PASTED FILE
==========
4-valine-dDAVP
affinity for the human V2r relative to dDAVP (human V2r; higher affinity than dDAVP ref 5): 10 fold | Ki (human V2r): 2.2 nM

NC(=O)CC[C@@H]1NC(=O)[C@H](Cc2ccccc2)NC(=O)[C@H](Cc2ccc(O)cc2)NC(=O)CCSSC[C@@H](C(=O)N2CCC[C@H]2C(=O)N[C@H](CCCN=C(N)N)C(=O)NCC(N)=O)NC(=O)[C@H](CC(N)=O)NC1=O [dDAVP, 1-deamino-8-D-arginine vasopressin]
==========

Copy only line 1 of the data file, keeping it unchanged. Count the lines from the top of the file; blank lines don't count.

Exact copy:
4-valine-dDAVP